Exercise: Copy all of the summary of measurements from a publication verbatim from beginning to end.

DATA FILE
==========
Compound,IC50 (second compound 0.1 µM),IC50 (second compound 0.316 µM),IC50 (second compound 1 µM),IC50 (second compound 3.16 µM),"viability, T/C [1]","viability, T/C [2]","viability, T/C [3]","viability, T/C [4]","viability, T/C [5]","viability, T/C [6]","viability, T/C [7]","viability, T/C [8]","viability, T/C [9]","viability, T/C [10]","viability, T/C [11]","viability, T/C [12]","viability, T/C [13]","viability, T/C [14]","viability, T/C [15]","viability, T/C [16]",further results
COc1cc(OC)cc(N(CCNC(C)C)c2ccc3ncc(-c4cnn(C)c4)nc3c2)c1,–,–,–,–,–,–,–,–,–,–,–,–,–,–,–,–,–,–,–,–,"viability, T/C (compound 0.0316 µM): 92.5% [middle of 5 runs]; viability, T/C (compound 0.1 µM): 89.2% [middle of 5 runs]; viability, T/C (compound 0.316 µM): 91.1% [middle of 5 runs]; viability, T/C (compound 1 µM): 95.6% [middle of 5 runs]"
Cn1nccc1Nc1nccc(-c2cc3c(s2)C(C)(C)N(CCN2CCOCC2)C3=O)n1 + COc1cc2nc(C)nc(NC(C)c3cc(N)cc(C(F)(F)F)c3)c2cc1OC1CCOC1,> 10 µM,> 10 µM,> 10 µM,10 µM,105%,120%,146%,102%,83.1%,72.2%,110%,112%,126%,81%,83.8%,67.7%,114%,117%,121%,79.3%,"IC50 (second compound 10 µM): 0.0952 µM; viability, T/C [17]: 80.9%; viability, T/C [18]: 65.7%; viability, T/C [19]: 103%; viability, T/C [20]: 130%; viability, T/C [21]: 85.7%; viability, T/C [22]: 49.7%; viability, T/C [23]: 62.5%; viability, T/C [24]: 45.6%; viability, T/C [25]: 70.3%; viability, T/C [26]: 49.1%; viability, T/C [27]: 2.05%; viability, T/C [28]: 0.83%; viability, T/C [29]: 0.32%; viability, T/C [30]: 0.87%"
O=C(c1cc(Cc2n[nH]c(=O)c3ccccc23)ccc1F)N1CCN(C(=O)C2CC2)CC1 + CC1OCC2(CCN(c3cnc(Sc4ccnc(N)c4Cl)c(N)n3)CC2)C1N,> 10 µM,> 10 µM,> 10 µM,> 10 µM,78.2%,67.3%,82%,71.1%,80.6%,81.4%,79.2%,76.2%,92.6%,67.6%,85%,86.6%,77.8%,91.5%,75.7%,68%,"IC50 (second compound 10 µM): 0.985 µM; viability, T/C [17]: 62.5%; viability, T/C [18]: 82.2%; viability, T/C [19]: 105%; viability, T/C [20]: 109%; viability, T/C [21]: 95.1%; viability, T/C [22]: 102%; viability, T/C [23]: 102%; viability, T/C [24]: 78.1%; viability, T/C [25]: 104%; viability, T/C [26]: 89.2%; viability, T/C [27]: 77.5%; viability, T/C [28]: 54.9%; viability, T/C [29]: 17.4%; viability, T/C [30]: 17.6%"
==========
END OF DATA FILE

Compound,IC50 (second compound 0.1 µM),IC50 (second compound 0.316 µM),IC50 (second compound 1 µM),IC50 (second compound 3.16 µM),"viability, T/C [1]","viability, T/C [2]","viability, T/C [3]","viability, T/C [4]","viability, T/C [5]","viability, T/C [6]","viability, T/C [7]","viability, T/C [8]","viability, T/C [9]","viability, T/C [10]","viability, T/C [11]","viability, T/C [12]","viability, T/C [13]","viability, T/C [14]","viability, T/C [15]","viability, T/C [16]",further results
COc1cc(OC)cc(N(CCNC(C)C)c2ccc3ncc(-c4cnn(C)c4)nc3c2)c1,–,–,–,–,–,–,–,–,–,–,–,–,–,–,–,–,–,–,–,–,"viability, T/C (compound 0.0316 µM): 92.5% [middle of 5 runs]; viability, T/C (compound 0.1 µM): 89.2% [middle of 5 runs]; viability, T/C (compound 0.316 µM): 91.1% [middle of 5 runs]; viability, T/C (compound 1 µM): 95.6% [middle of 5 runs]"
Cn1nccc1Nc1nccc(-c2cc3c(s2)C(C)(C)N(CCN2CCOCC2)C3=O)n1 + COc1cc2nc(C)nc(NC(C)c3cc(N)cc(C(F)(F)F)c3)c2cc1OC1CCOC1,> 10 µM,> 10 µM,> 10 µM,10 µM,105%,120%,146%,102%,83.1%,72.2%,110%,112%,126%,81%,83.8%,67.7%,114%,117%,121%,79.3%,"IC50 (second compound 10 µM): 0.0952 µM; viability, T/C [17]: 80.9%; viability, T/C [18]: 65.7%; viability, T/C [19]: 103%; viability, T/C [20]: 130%; viability, T/C [21]: 85.7%; viability, T/C [22]: 49.7%; viability, T/C [23]: 62.5%; viability, T/C [24]: 45.6%; viability, T/C [25]: 70.3%; viability, T/C [26]: 49.1%; viability, T/C [27]: 2.05%; viability, T/C [28]: 0.83%; viability, T/C [29]: 0.32%; viability, T/C [30]: 0.87%"
O=C(c1cc(Cc2n[nH]c(=O)c3ccccc23)ccc1F)N1CCN(C(=O)C2CC2)CC1 + CC1OCC2(CCN(c3cnc(Sc4ccnc(N)c4Cl)c(N)n3)CC2)C1N,> 10 µM,> 10 µM,> 10 µM,> 10 µM,78.2%,67.3%,82%,71.1%,80.6%,81.4%,79.2%,76.2%,92.6%,67.6%,85%,86.6%,77.8%,91.5%,75.7%,68%,"IC50 (second compound 10 µM): 0.985 µM; viability, T/C [17]: 62.5%; viability, T/C [18]: 82.2%; viability, T/C [19]: 105%; viability, T/C [20]: 109%; viability, T/C [21]: 95.1%; viability, T/C [22]: 102%; viability, T/C [23]: 102%; viability, T/C [24]: 78.1%; viability, T/C [25]: 104%; viability, T/C [26]: 89.2%; viability, T/C [27]: 77.5%; viability, T/C [28]: 54.9%; viability, T/C [29]: 17.4%; viability, T/C [30]: 17.6%"